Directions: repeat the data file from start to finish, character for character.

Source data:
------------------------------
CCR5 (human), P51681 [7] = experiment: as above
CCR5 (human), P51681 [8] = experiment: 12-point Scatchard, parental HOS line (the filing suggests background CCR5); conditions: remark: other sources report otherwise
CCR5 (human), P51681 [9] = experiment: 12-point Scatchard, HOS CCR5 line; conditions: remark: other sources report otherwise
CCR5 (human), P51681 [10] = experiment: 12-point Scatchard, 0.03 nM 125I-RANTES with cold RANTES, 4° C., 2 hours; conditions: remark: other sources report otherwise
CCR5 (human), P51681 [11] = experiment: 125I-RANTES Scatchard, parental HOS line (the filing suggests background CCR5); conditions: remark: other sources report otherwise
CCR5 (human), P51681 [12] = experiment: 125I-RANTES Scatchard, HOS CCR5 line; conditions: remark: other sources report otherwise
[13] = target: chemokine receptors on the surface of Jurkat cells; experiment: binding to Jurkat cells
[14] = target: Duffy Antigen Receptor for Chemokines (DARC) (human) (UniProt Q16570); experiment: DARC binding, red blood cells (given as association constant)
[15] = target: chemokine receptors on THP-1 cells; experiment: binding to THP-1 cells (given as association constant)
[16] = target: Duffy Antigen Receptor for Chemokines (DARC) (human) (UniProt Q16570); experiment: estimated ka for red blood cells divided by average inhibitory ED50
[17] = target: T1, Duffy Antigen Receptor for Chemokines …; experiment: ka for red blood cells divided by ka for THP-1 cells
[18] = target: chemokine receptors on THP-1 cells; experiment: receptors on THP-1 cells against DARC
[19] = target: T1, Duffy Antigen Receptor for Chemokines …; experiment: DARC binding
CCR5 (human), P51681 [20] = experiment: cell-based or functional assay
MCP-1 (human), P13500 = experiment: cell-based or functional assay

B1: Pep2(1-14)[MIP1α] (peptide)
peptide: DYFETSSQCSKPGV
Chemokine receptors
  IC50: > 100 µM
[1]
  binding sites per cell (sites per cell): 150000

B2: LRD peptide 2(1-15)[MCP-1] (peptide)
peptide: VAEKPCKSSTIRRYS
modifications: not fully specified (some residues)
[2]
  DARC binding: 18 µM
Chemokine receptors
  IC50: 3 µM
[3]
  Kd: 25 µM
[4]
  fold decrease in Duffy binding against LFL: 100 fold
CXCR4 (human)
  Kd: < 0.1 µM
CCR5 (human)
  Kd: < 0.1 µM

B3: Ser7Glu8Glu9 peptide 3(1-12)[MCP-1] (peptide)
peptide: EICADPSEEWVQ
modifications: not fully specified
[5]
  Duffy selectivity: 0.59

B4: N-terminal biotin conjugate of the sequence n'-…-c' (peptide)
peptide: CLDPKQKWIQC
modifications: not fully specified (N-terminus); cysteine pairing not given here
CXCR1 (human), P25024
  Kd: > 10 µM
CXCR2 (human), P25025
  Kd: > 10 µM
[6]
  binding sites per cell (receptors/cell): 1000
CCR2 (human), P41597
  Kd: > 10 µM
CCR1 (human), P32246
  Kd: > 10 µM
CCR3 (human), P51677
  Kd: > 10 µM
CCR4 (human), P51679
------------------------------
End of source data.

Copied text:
CCR5 (human), P51681 [7] = experiment: as above
CCR5 (human), P51681 [8] = experiment: 12-point Scatchard, parental HOS line (the filing suggests background CCR5); conditions: remark: other sources report otherwise
CCR5 (human), P51681 [9] = experiment: 12-point Scatchard, HOS CCR5 line; conditions: remark: other sources report otherwise
CCR5 (human), P51681 [10] = experiment: 12-point Scatchard, 0.03 nM 125I-RANTES with cold RANTES, 4° C., 2 hours; conditions: remark: other sources report otherwise
CCR5 (human), P51681 [11] = experiment: 125I-RANTES Scatchard, parental HOS line (the filing suggests background CCR5); conditions: remark: other sources report otherwise
CCR5 (human), P51681 [12] = experiment: 125I-RANTES Scatchard, HOS CCR5 line; conditions: remark: other sources report otherwise
[13] = target: chemokine receptors on the surface of Jurkat cells; experiment: binding to Jurkat cells
[14] = target: Duffy Antigen Receptor for Chemokines (DARC) (human) (UniProt Q16570); experiment: DARC binding, red blood cells (given as association constant)
[15] = target: chemokine receptors on THP-1 cells; experiment: binding to THP-1 cells (given as association constant)
[16] = target: Duffy Antigen Receptor for Chemokines (DARC) (human) (UniProt Q16570); experiment: estimated ka for red blood cells divided by average inhibitory ED50
[17] = target: T1, Duffy Antigen Receptor for Chemokines …; experiment: ka for red blood cells divided by ka for THP-1 cells
[18] = target: chemokine receptors on THP-1 cells; experiment: receptors on THP-1 cells against DARC
[19] = target: T1, Duffy Antigen Receptor for Chemokines …; experiment: DARC binding
CCR5 (human), P51681 [20] = experiment: cell-based or functional assay
MCP-1 (human), P13500 = experiment: cell-based or functional assay

B1: Pep2(1-14)[MIP1α] (peptide)
peptide: DYFETSSQCSKPGV
Chemokine receptors
  IC50: > 100 µM
[1]
  binding sites per cell (sites per cell): 150000

B2: LRD peptide 2(1-15)[MCP-1] (peptide)
peptide: VAEKPCKSSTIRRYS
modifications: not fully specified (some residues)
[2]
  DARC binding: 18 µM
Chemokine receptors
  IC50: 3 µM
[3]
  Kd: 25 µM
[4]
  fold decrease in Duffy binding against LFL: 100 fold
CXCR4 (human)
  Kd: < 0.1 µM
CCR5 (human)
  Kd: < 0.1 µM

B3: Ser7Glu8Glu9 peptide 3(1-12)[MCP-1] (peptide)
peptide: EICADPSEEWVQ
modifications: not fully specified
[5]
  Duffy selectivity: 0.59

B4: N-terminal biotin conjugate of the sequence n'-…-c' (peptide)
peptide: CLDPKQKWIQC
modifications: not fully specified (N-terminus); cysteine pairing not given here
CXCR1 (human), P25024
  Kd: > 10 µM
CXCR2 (human), P25025
  Kd: > 10 µM
[6]
  binding sites per cell (receptors/cell): 1000
CCR2 (human), P41597
  Kd: > 10 µM
CCR1 (human), P32246
  Kd: > 10 µM
CCR3 (human), P51677
  Kd: > 10 µM
CCR4 (human), P51679